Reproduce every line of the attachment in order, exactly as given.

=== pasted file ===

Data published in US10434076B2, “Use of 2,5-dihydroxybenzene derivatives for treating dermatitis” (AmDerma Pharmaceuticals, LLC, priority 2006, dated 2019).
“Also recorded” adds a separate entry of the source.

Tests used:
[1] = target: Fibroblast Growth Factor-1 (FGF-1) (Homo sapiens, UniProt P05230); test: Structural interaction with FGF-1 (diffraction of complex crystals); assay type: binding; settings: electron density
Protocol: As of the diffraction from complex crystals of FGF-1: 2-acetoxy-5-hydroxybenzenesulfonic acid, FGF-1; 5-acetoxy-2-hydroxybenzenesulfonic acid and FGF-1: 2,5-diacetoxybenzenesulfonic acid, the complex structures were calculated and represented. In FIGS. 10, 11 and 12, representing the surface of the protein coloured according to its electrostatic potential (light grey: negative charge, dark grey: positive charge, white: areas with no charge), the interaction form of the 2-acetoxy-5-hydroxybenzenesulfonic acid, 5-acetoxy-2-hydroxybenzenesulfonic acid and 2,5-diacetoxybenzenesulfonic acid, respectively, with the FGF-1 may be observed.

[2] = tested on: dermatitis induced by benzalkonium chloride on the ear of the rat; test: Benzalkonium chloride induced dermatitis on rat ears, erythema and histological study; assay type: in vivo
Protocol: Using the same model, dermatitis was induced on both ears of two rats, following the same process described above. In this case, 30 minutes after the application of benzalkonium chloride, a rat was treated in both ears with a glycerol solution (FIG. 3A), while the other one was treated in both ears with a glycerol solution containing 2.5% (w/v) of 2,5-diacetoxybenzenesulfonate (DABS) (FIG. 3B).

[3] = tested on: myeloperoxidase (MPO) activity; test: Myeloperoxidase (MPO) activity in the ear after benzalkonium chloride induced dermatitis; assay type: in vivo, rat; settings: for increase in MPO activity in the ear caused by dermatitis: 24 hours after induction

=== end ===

Data published in US10434076B2, “Use of 2,5-dihydroxybenzene derivatives for treating dermatitis” (AmDerma Pharmaceuticals, LLC, priority 2006, dated 2019).
“Also recorded” adds a separate entry of the source.

Tests used:
[1] = target: Fibroblast Growth Factor-1 (FGF-1) (Homo sapiens, UniProt P05230); test: Structural interaction with FGF-1 (diffraction of complex crystals); assay type: binding; settings: electron density
Protocol: As of the diffraction from complex crystals of FGF-1: 2-acetoxy-5-hydroxybenzenesulfonic acid, FGF-1; 5-acetoxy-2-hydroxybenzenesulfonic acid and FGF-1: 2,5-diacetoxybenzenesulfonic acid, the complex structures were calculated and represented. In FIGS. 10, 11 and 12, representing the surface of the protein coloured according to its electrostatic potential (light grey: negative charge, dark grey: positive charge, white: areas with no charge), the interaction form of the 2-acetoxy-5-hydroxybenzenesulfonic acid, 5-acetoxy-2-hydroxybenzenesulfonic acid and 2,5-diacetoxybenzenesulfonic acid, respectively, with the FGF-1 may be observed.

[2] = tested on: dermatitis induced by benzalkonium chloride on the ear of the rat; test: Benzalkonium chloride induced dermatitis on rat ears, erythema and histological study; assay type: in vivo
Protocol: Using the same model, dermatitis was induced on both ears of two rats, following the same process described above. In this case, 30 minutes after the application of benzalkonium chloride, a rat was treated in both ears with a glycerol solution (FIG. 3A), while the other one was treated in both ears with a glycerol solution containing 2.5% (w/v) of 2,5-diacetoxybenzenesulfonate (DABS) (FIG. 3B).

[3] = tested on: myeloperoxidase (MPO) activity; test: Myeloperoxidase (MPO) activity in the ear after benzalkonium chloride induced dermatitis; assay type: in vivo, rat; settings: for increase in MPO activity in the ear caused by dermatitis: 24 hours after induction